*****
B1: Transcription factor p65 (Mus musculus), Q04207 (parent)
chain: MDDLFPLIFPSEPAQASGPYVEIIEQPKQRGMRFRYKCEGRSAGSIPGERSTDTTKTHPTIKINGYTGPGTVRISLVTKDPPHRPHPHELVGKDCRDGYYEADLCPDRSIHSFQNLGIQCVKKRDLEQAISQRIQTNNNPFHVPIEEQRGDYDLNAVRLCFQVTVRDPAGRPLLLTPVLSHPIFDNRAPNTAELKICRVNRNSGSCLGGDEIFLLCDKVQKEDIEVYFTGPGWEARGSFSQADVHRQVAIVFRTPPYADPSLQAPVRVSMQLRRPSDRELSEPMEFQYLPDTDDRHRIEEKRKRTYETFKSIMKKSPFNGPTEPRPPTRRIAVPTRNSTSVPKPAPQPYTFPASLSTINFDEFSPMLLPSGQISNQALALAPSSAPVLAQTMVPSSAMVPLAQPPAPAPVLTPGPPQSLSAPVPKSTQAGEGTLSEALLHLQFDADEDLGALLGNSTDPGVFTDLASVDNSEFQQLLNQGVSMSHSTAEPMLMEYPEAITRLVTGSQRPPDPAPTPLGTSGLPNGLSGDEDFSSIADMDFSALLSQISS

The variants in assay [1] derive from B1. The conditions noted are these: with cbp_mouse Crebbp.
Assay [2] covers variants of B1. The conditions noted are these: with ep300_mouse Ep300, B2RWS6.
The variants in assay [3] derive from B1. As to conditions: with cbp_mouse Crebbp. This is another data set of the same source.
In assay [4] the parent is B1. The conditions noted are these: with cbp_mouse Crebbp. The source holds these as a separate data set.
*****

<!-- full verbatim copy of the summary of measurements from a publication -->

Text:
B1: Transcription factor p65 (Mus musculus), Q04207 (parent)
chain: MDDLFPLIFPSEPAQASGPYVEIIEQPKQRGMRFRYKCEGRSAGSIPGERSTDTTKTHPTIKINGYTGPGTVRISLVTKDPPHRPHPHELVGKDCRDGYYEADLCPDRSIHSFQNLGIQCVKKRDLEQAISQRIQTNNNPFHVPIEEQRGDYDLNAVRLCFQVTVRDPAGRPLLLTPVLSHPIFDNRAPNTAELKICRVNRNSGSCLGGDEIFLLCDKVQKEDIEVYFTGPGWEARGSFSQADVHRQVAIVFRTPPYADPSLQAPVRVSMQLRRPSDRELSEPMEFQYLPDTDDRHRIEEKRKRTYETFKSIMKKSPFNGPTEPRPPTRRIAVPTRNSTSVPKPAPQPYTFPASLSTINFDEFSPMLLPSGQISNQALALAPSSAPVLAQTMVPSSAMVPLAQPPAPAPVLTPGPPQSLSAPVPKSTQAGEGTLSEALLHLQFDADEDLGALLGNSTDPGVFTDLASVDNSEFQQLLNQGVSMSHSTAEPMLMEYPEAITRLVTGSQRPPDPAPTPLGTSGLPNGLSGDEDFSSIADMDFSALLSQISS

The variants in assay [1] derive from B1. The conditions noted are these: with cbp_mouse Crebbp.
Assay [2] covers variants of B1. The conditions noted are these: with ep300_mouse Ep300, B2RWS6.
The variants in assay [3] derive from B1. As to conditions: with cbp_mouse Crebbp. This is another data set of the same source.
In assay [4] the parent is B1. The conditions noted are these: with cbp_mouse Crebbp. The source holds these as a separate data set.